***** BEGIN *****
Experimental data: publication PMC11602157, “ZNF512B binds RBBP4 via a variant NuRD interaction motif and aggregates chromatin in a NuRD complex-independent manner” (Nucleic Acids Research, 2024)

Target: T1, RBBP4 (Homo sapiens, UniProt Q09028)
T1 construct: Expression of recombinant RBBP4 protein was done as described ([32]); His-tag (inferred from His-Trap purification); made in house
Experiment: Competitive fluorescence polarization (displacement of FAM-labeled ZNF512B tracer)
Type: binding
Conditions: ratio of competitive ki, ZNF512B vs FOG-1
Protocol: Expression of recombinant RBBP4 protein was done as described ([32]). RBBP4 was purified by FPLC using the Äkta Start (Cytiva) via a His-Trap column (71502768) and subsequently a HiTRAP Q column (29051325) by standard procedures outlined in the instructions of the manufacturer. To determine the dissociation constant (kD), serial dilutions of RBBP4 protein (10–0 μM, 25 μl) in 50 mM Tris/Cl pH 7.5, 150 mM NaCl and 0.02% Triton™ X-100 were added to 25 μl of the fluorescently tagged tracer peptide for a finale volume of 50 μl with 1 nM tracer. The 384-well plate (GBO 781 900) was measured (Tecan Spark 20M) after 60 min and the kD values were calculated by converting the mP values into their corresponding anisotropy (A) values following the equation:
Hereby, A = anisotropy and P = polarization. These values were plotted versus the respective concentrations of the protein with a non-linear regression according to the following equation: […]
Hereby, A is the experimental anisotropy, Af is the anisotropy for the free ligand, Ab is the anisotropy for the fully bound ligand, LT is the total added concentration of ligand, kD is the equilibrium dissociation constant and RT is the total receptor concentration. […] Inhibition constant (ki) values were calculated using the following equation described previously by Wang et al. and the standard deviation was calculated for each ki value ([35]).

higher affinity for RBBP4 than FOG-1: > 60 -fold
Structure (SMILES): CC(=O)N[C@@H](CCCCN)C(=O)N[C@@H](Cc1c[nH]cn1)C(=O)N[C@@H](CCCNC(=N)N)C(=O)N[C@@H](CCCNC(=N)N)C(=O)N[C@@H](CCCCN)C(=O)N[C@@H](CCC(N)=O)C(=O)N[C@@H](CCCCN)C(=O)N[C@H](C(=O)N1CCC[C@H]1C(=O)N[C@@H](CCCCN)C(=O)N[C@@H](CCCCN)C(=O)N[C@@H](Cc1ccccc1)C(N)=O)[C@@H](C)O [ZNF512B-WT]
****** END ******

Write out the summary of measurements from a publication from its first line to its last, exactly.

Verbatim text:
Experimental data: publication PMC11602157, “ZNF512B binds RBBP4 via a variant NuRD interaction motif and aggregates chromatin in a NuRD complex-independent manner” (Nucleic Acids Research, 2024)

Target: T1, RBBP4 (Homo sapiens, UniProt Q09028)
T1 construct: Expression of recombinant RBBP4 protein was done as described ([32]); His-tag (inferred from His-Trap purification); made in house
Experiment: Competitive fluorescence polarization (displacement of FAM-labeled ZNF512B tracer)
Type: binding
Conditions: ratio of competitive ki, ZNF512B vs FOG-1
Protocol: Expression of recombinant RBBP4 protein was done as described ([32]). RBBP4 was purified by FPLC using the Äkta Start (Cytiva) via a His-Trap column (71502768) and subsequently a HiTRAP Q column (29051325) by standard procedures outlined in the instructions of the manufacturer. To determine the dissociation constant (kD), serial dilutions of RBBP4 protein (10–0 μM, 25 μl) in 50 mM Tris/Cl pH 7.5, 150 mM NaCl and 0.02% Triton™ X-100 were added to 25 μl of the fluorescently tagged tracer peptide for a finale volume of 50 μl with 1 nM tracer. The 384-well plate (GBO 781 900) was measured (Tecan Spark 20M) after 60 min and the kD values were calculated by converting the mP values into their corresponding anisotropy (A) values following the equation:
Hereby, A = anisotropy and P = polarization. These values were plotted versus the respective concentrations of the protein with a non-linear regression according to the following equation: […]
Hereby, A is the experimental anisotropy, Af is the anisotropy for the free ligand, Ab is the anisotropy for the fully bound ligand, LT is the total added concentration of ligand, kD is the equilibrium dissociation constant and RT is the total receptor concentration. […] Inhibition constant (ki) values were calculated using the following equation described previously by Wang et al. and the standard deviation was calculated for each ki value ([35]).

higher affinity for RBBP4 than FOG-1: > 60 -fold
Structure (SMILES): CC(=O)N[C@@H](CCCCN)C(=O)N[C@@H](Cc1c[nH]cn1)C(=O)N[C@@H](CCCNC(=N)N)C(=O)N[C@@H](CCCNC(=N)N)C(=O)N[C@@H](CCCCN)C(=O)N[C@@H](CCC(N)=O)C(=O)N[C@@H](CCCCN)C(=O)N[C@H](C(=O)N1CCC[C@H]1C(=O)N[C@@H](CCCCN)C(=O)N[C@@H](CCCCN)C(=O)N[C@@H](Cc1ccccc1)C(N)=O)[C@@H](C)O [ZNF512B-WT]